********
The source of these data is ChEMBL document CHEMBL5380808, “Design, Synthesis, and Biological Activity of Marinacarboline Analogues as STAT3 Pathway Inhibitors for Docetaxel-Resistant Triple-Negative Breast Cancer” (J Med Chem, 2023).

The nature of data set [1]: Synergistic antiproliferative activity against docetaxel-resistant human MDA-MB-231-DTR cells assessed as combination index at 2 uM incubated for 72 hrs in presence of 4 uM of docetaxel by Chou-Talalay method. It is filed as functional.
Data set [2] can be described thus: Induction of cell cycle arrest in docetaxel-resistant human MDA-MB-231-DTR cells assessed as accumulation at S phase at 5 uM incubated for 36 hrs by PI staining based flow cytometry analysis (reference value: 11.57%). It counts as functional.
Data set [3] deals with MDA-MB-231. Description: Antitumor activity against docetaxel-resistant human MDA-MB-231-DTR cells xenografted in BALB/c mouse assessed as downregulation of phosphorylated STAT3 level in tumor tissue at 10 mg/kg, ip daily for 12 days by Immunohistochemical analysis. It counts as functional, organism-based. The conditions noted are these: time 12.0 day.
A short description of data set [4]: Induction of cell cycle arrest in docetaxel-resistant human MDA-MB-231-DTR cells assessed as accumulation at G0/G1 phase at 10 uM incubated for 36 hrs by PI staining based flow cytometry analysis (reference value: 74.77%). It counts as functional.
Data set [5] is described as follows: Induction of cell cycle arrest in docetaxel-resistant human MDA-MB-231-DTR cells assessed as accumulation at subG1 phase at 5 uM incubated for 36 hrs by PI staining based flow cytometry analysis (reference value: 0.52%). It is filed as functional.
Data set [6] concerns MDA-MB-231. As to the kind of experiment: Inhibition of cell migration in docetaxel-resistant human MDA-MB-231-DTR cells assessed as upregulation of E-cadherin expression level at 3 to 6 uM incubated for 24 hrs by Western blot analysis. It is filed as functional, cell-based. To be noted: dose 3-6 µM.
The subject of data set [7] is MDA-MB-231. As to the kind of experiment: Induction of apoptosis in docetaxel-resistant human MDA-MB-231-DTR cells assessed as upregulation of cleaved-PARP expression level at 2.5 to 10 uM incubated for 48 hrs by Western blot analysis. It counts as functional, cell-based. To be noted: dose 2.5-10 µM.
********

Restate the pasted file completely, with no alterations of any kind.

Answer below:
The source of these data is ChEMBL document CHEMBL5380808, “Design, Synthesis, and Biological Activity of Marinacarboline Analogues as STAT3 Pathway Inhibitors for Docetaxel-Resistant Triple-Negative Breast Cancer” (J Med Chem, 2023).

The nature of data set [1]: Synergistic antiproliferative activity against docetaxel-resistant human MDA-MB-231-DTR cells assessed as combination index at 2 uM incubated for 72 hrs in presence of 4 uM of docetaxel by Chou-Talalay method. It is filed as functional.
Data set [2] can be described thus: Induction of cell cycle arrest in docetaxel-resistant human MDA-MB-231-DTR cells assessed as accumulation at S phase at 5 uM incubated for 36 hrs by PI staining based flow cytometry analysis (reference value: 11.57%). It counts as functional.
Data set [3] deals with MDA-MB-231. Description: Antitumor activity against docetaxel-resistant human MDA-MB-231-DTR cells xenografted in BALB/c mouse assessed as downregulation of phosphorylated STAT3 level in tumor tissue at 10 mg/kg, ip daily for 12 days by Immunohistochemical analysis. It counts as functional, organism-based. The conditions noted are these: time 12.0 day.
A short description of data set [4]: Induction of cell cycle arrest in docetaxel-resistant human MDA-MB-231-DTR cells assessed as accumulation at G0/G1 phase at 10 uM incubated for 36 hrs by PI staining based flow cytometry analysis (reference value: 74.77%). It counts as functional.
Data set [5] is described as follows: Induction of cell cycle arrest in docetaxel-resistant human MDA-MB-231-DTR cells assessed as accumulation at subG1 phase at 5 uM incubated for 36 hrs by PI staining based flow cytometry analysis (reference value: 0.52%). It is filed as functional.
Data set [6] concerns MDA-MB-231. As to the kind of experiment: Inhibition of cell migration in docetaxel-resistant human MDA-MB-231-DTR cells assessed as upregulation of E-cadherin expression level at 3 to 6 uM incubated for 24 hrs by Western blot analysis. It is filed as functional, cell-based. To be noted: dose 3-6 µM.
The subject of data set [7] is MDA-MB-231. As to the kind of experiment: Induction of apoptosis in docetaxel-resistant human MDA-MB-231-DTR cells assessed as upregulation of cleaved-PARP expression level at 2.5 to 10 uM incubated for 48 hrs by Western blot analysis. It counts as functional, cell-based. To be noted: dose 2.5-10 µM.